The electromagnetic radiation delivered to the biological tissue can be characterized by a spot size between about 1 mm and about 20 mm. A spot size can be up to about 1, 2, 3, 4, or 5 mm in diameter. In various embodiments, the handpiece can produce a spot size of about 2 mm or greater in diameter. In general, the optical diameter of the waveguide and the skin contacting portion are proportional to the diameter of the spot size when the skin contacting portion is in contact with the skin.

The electromagnetic radiation delivered to the biological tissue can be characterized by an energy density between about 0.1 J/cm2 and about 500 J/cm2. In various embodiments, the electromagnetic radiation delivered to the biological tissue can be characterized by an energy density between about 1 and about 100 60 J/cm2, about 2.5 J/cm2 and about 60 J/cm2, or about 2.5 J/cm2 and about 12 J/cm2. In certain embodiments, the energy density can be about 1, 5, 10, 50, 100, 150, 200, 250, 300, 350, 400, or 450 J/cm2. The handpiece can include means for tuning a pulse width characterizing the electromagnetic radiation delivered to the biological tissue.

FIG. 4 illustrates an embodiment of an apparatus 200 for treating biological tissue. The apparatus 200 includes a fluorescent handpiece 100 that can include the features described in connection with FIG. 1. The apparatus 200 also includes a base unit 210 that can include at least one of an energy 205 source, a coolant 225 source, and a controller 250. The base unit 210 can be connected to the fluorescent handpiece 100 by an umbilicus 215. The umbilicus 215 includes a first 240 point of connection between the umbilicus 215 and the handpiece 100, and a second 245 point of connection between the umbilicus 215 and the base unit 210. The umbilicus 215 can include a power 220 conduit for transmitting energy from the energy 205 source to the source 105 of electromagnetic radiation via a circuit established through the positive 150 and negative 155 terminals. The umbilicus 215 can also include a coolant 230 conduit that establishes coolant communication between the fluorescent handpiece 100 and the base unit 210.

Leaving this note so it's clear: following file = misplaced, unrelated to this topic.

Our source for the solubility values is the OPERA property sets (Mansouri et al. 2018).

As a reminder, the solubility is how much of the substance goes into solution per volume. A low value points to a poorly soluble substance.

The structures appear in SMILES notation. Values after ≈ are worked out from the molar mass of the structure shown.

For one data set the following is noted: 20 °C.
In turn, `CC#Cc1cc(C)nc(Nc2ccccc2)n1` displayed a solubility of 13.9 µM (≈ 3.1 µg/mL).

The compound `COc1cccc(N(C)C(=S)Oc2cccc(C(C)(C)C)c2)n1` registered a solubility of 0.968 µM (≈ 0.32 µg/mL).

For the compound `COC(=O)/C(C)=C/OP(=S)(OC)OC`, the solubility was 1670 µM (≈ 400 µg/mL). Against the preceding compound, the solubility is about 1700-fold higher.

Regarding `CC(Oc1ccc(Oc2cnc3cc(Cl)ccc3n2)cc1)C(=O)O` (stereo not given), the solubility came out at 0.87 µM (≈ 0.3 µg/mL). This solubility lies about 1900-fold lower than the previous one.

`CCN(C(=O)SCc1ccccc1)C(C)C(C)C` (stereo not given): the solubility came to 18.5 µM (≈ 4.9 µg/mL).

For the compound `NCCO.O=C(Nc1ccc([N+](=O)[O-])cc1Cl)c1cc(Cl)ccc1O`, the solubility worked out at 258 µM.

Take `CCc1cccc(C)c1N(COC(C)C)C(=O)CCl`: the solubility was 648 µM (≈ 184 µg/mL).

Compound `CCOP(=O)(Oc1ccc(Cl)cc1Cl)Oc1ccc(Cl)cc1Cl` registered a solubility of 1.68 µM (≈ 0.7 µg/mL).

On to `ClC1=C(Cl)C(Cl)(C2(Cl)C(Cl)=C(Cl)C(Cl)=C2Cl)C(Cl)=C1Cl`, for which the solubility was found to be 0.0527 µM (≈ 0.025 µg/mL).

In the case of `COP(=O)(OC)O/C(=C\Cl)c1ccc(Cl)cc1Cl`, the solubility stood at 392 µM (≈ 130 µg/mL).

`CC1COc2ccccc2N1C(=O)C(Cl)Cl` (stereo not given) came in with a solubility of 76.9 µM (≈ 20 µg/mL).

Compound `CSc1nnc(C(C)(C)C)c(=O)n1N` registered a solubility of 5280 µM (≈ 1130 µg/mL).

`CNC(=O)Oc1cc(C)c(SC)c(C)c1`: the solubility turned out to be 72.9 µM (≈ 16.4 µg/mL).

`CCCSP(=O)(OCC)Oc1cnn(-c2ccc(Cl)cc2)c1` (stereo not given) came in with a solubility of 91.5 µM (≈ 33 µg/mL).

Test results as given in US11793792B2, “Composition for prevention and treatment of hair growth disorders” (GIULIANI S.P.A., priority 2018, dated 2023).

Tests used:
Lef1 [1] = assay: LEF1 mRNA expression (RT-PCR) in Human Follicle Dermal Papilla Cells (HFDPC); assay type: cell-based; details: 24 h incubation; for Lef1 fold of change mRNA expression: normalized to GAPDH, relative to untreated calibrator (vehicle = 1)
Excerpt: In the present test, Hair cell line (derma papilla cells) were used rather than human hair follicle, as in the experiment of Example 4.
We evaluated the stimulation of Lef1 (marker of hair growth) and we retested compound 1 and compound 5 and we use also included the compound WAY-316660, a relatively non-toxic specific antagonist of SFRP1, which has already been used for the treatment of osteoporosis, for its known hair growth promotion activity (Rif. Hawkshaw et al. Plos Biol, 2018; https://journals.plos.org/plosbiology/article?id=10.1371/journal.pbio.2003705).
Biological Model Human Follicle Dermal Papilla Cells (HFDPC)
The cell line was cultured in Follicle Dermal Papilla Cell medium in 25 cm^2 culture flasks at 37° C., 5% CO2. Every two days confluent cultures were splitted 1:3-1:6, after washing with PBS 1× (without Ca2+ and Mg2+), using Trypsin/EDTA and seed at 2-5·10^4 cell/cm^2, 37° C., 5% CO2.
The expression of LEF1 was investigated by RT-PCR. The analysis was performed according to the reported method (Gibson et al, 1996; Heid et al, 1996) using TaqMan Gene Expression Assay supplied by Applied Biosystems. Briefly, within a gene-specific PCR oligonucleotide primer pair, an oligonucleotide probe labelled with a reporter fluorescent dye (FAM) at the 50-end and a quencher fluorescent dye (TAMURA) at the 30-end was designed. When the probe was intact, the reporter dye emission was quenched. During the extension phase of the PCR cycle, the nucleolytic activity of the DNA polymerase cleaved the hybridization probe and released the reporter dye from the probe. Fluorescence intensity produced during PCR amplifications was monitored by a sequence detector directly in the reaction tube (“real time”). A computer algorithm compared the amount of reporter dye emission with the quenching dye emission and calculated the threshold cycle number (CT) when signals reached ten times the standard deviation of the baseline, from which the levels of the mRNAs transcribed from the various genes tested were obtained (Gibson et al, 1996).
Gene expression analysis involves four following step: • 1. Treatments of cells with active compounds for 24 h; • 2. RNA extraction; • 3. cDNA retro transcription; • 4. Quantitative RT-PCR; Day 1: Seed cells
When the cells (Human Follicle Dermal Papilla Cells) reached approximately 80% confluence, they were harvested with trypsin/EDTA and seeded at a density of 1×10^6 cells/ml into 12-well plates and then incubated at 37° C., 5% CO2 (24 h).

In various embodiments the cooling system 145 can cool the fluorescent substance and/or other components of the handpiece 100. The cooling system 145 can be adapted for cooling biological tissue. The base unit 210 can include a coolant 225 source that can deliver coolant to the cooling system 145 through a coolant 230 conduit. The coolant 230 conduit travels through (or along or on the outside of) the umbilicus to the cooling system 145 via a delivery or circulatory system established through the intake 175 and, if necessary, an exhaust 180. In some embodiments the coolant 230 conduit facilitates coolant flow only to (e.g., in the case of a gas that can be vented) or both to and from (e.g., in the case of fluid that can be circulated) the handpiece 100. In certain embodiments, the coolant 225 source includes means to control and/or circulate the coolant, and the coolant 230 conduit and cooling system 145 are simply channels. In one embodiment, the cooling system 145 can control and/or circulate the coolant. In one embodiment, the apparatus 200 includes a radiator or heat exchanger in the handpiece 100 or the base unit 210.